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NFL Rookie Salary Cap

May 3, 2012

$50 million dollars.  That’s how much money Sam Bradford was guaranteed as the number one pick of the 2010 NFL draft by the St. Louis Rams.  How could anyone pay $50 million dollars to anyone without seeing them perform?  All of that money was given to him based on his potential in the NFL.  There are guys playing in the NFL for 10 years that will never make that much money, even though they are perennial pro bowlers, or future hall of fame candidates.  However, with the collective bargaining that happened last off season, the NFL passed a new rule with a rookie wage scale.  In contrast, last years first pick of the draft, Cam Newton, was guaranteed about $25 million, half of what Sam Bradford made a year before.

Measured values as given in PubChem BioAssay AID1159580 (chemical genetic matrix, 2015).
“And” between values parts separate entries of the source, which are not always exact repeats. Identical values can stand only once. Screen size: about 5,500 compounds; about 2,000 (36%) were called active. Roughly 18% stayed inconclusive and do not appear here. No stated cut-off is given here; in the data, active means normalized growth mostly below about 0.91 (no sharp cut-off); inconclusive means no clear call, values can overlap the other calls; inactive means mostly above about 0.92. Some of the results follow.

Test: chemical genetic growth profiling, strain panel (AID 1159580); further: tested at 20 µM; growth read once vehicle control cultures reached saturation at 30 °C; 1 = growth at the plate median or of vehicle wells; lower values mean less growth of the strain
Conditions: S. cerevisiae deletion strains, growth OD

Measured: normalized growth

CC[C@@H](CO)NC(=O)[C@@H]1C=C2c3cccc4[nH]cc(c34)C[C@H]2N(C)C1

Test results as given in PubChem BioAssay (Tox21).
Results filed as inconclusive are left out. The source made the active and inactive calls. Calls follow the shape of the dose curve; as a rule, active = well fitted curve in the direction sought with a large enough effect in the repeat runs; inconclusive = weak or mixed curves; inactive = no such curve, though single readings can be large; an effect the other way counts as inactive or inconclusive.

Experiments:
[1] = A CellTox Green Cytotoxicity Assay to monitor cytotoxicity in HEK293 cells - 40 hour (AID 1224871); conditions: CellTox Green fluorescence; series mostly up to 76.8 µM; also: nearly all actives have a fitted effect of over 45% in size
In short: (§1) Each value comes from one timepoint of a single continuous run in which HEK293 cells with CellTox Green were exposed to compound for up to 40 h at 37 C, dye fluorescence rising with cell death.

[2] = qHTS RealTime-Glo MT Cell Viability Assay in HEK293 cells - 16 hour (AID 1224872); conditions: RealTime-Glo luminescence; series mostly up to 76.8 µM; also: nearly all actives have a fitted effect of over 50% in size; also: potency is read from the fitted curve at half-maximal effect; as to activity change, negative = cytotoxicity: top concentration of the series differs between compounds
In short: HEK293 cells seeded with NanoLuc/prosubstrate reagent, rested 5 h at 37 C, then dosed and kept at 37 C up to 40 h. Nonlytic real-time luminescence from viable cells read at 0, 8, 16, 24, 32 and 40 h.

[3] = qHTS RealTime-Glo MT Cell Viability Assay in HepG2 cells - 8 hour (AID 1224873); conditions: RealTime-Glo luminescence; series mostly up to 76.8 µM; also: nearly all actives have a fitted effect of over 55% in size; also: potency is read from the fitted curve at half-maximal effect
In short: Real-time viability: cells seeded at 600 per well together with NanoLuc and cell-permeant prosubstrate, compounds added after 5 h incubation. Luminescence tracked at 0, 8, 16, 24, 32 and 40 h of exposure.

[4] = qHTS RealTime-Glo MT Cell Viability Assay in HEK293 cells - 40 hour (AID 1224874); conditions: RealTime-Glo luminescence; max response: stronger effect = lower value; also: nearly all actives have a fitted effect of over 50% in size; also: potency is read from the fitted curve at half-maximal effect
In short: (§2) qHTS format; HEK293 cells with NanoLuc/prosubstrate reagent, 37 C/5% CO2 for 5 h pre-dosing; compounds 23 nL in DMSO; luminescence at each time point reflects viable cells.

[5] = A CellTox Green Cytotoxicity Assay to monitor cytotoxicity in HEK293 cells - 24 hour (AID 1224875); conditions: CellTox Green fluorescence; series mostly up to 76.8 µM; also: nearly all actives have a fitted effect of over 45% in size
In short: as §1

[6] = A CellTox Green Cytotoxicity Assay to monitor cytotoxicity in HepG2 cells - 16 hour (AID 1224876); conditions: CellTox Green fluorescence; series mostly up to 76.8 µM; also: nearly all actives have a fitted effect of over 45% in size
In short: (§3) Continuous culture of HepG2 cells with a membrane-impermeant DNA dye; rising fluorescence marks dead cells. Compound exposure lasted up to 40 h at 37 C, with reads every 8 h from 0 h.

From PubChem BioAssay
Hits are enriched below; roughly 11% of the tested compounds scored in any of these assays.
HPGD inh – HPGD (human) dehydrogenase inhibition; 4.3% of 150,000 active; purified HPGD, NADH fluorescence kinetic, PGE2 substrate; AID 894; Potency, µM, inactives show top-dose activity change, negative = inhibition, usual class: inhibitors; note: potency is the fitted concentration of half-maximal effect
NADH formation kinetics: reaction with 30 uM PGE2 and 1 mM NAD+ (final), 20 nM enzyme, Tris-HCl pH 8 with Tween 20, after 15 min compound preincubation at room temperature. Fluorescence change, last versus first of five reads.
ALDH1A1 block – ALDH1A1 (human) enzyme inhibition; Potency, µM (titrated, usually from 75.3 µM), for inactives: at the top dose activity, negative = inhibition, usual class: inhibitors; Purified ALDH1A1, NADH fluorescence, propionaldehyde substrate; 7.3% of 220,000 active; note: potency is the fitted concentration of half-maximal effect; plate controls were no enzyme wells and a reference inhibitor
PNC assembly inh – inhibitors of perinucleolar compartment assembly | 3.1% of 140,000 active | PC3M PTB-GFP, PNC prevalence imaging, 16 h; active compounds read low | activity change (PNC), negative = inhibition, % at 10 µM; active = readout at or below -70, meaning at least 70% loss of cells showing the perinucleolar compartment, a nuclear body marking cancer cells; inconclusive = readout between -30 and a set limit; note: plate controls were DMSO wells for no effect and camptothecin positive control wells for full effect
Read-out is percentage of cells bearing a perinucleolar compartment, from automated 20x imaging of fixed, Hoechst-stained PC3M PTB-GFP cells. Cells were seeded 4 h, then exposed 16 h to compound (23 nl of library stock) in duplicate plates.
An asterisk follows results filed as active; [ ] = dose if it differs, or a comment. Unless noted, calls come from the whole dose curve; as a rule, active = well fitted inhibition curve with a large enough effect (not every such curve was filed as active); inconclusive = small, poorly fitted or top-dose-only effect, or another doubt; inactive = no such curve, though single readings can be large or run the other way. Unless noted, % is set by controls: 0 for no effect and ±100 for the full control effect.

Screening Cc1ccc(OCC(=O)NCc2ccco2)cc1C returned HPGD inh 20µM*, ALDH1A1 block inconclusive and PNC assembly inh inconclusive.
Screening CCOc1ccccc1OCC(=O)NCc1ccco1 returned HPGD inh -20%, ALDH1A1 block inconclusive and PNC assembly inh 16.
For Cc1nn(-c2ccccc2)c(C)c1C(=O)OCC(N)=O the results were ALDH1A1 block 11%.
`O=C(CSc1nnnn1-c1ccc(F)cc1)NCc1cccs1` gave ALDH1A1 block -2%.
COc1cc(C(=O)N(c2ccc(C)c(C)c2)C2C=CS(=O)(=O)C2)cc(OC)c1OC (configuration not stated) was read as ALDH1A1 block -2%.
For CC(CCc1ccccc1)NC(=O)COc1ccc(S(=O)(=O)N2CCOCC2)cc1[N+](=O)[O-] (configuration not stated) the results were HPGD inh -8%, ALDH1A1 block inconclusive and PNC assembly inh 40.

This has been a blessing for the NFL.  Before, the top picks in the draft were getting paid so much, no one wanted to have to draft those players and pay them such a ridiculous amount.  Therefore, there were no trades at the top half of the first round of the draft, making it boring to watch, and tough for teams to have to fork out millions.  However, after watching the draft this year, the first draft after the implementation of the rookie wage scale, the first round was a trade-fest.  Just in the top 10 picks alone, there were at least 3 or 4 trades.  This made the draft much more enjoyable to watch, and it went by in 3 hours.  In 2010, the first round took almost 6 hours.  What an improvement, and blessing in disguise for the NFL.

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